Pension Woes Mounting?
My "pension doom ahead" folder is bursting with clips lately. E.J. McMahon, writing in today's WSJ (paid subsc), argues that public pension ...
My "pension doom ahead" folder is bursting with clips lately.
E.J. McMahon, writing in today's WSJ (paid subsc), argues that public pension funds around the country are hiding as much as $1 trillion in future liabilities by using optimistic actuarial assumptions. McMahon believes that the 8 percent rate of return many public funds assume they'll make is too rosy. "If private-sector accounting standards were applied to these systems," he writes, "they would all look much worse."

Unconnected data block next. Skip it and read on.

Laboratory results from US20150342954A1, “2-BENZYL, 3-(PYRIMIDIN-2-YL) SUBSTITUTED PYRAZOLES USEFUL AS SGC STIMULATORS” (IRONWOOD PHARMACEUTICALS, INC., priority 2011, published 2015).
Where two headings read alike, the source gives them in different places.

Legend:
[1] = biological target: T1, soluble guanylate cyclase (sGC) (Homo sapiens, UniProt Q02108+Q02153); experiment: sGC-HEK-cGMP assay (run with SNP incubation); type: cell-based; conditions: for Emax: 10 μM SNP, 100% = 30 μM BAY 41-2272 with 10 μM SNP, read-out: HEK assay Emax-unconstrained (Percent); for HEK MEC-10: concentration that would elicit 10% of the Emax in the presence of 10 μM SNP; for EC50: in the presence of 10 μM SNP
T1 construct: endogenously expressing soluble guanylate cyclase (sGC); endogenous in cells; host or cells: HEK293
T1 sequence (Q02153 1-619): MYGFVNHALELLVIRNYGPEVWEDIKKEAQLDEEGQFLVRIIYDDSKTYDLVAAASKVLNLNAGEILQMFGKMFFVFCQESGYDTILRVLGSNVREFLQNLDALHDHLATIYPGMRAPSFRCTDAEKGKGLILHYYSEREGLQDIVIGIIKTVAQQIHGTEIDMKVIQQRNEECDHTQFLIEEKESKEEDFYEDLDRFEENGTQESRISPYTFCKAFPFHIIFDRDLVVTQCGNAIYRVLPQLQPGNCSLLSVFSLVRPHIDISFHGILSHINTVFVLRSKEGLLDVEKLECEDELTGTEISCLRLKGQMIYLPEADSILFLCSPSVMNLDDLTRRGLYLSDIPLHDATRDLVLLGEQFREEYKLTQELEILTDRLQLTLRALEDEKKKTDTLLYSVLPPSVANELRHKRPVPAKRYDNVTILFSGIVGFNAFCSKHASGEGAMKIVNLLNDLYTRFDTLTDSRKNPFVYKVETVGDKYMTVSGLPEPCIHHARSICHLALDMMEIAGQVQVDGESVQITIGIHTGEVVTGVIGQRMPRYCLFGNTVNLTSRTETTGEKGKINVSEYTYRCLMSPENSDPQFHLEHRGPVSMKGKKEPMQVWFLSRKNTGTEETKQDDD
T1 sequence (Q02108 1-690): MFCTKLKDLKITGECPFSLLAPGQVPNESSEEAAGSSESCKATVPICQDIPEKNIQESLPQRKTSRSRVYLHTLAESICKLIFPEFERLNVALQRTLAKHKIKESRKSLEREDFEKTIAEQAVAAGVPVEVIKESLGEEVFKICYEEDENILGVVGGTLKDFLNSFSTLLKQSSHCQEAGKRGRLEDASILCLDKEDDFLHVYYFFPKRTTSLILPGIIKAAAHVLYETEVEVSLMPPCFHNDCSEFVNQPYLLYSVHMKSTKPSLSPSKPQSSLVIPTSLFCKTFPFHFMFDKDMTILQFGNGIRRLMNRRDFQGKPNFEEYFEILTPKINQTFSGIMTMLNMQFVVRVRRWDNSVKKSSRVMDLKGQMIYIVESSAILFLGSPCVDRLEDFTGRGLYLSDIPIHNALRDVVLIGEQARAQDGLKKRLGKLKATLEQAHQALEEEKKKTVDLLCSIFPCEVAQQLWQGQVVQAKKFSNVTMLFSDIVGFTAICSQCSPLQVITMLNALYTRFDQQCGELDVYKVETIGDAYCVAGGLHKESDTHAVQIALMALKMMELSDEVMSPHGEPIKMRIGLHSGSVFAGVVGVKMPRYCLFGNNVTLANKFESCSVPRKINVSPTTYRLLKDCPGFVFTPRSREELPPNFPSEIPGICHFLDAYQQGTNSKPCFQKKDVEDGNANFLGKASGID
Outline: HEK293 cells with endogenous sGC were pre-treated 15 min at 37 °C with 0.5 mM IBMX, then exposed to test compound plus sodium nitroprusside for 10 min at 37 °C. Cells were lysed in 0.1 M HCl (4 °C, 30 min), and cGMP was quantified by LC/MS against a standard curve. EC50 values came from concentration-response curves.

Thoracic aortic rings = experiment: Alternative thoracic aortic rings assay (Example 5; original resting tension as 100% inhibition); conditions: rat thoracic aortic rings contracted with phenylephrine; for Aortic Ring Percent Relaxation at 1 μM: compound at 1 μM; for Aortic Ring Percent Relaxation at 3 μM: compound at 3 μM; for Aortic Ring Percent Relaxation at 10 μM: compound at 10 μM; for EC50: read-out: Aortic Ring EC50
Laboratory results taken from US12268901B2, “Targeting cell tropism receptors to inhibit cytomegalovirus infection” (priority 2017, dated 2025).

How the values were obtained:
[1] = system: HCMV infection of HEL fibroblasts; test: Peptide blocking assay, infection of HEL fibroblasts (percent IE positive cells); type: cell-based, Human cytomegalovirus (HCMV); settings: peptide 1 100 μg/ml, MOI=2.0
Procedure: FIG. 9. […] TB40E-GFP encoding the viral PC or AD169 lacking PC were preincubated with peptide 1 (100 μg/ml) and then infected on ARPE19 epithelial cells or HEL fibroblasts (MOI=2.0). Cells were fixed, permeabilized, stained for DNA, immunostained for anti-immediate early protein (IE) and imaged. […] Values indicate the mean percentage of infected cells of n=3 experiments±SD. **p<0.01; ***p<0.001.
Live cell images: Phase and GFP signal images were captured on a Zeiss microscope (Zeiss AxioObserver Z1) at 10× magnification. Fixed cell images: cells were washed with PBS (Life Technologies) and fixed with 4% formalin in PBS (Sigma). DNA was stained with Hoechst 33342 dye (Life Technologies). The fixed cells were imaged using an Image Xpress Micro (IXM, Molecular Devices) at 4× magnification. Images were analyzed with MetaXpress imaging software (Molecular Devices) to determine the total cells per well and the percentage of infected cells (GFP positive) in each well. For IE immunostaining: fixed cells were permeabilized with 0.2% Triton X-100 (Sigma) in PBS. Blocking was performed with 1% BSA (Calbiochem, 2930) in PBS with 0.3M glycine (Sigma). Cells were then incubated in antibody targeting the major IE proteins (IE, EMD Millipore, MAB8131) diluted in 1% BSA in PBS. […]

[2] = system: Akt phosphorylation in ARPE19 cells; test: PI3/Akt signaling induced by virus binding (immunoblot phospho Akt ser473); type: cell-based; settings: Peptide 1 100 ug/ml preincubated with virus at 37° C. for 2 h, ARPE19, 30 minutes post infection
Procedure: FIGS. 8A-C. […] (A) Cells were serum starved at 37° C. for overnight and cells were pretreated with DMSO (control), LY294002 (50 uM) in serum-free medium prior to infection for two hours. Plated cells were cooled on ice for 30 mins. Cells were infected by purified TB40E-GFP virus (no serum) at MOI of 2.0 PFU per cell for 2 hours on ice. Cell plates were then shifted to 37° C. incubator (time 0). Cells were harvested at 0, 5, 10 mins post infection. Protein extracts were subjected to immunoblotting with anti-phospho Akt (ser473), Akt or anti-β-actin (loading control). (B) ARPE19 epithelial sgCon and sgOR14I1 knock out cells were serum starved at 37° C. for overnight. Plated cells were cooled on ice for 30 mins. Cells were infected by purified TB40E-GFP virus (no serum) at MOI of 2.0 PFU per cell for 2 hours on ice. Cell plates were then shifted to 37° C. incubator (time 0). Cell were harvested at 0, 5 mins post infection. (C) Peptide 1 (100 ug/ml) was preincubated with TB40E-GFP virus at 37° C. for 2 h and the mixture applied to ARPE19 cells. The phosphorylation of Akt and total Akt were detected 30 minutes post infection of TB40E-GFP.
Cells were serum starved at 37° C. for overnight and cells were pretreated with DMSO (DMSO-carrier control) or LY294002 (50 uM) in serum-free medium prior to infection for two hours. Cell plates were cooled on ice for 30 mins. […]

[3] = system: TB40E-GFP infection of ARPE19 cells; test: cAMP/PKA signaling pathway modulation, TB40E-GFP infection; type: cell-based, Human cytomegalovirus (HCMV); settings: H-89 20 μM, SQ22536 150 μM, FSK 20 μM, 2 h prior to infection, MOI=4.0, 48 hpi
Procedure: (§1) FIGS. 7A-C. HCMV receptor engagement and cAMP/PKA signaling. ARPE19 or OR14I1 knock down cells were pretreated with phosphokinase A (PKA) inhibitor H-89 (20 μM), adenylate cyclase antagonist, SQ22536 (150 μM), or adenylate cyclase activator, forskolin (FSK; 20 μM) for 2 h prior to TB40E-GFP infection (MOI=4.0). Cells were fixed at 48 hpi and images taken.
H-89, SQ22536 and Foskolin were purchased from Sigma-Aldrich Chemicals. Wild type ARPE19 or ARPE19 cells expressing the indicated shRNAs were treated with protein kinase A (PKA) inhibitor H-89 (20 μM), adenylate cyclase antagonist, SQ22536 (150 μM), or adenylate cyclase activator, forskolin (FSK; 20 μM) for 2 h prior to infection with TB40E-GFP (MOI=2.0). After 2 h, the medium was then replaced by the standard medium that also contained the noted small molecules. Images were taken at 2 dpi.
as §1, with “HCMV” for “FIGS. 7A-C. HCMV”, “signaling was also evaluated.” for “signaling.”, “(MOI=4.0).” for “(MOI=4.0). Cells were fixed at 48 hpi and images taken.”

Meanwhile, yesterday's NY Times noted that NYC's reportedly sound pension fund suddenly goes $49 billion in the hole if you tweak a few actuarial assumptions. (A previous story foretold pension problems around the U.S.).
The undercurrent in all these stories is that there are more cases of San Diego-itis out there. Are they right?
Join the Discussion
After you comment, click Post. You can enter an anonymous Display Name or connect to a social profile.
The Week in Public Finance: Moody About Ratings, the Worst-Funded Pension and Data Disappointment1 hour ago
Some States Call for Bigger Cuts in Greenhouse Gas Emissions5 hours ago
Jeb Bush’s Medicaid Fix: More Choices, Fewer Benefits?5 hours ago
Ex-Virginia Lawmaker Vows to Marry the Teenager He Got Pregnant (and Run for Senate)6 hours ago
6 Baltimore Police Officers Indicted in Freddie Gray's Death6 hours ago
Judge Legalizes Gay Marriage in Alabama, But Not Yet6 hours ago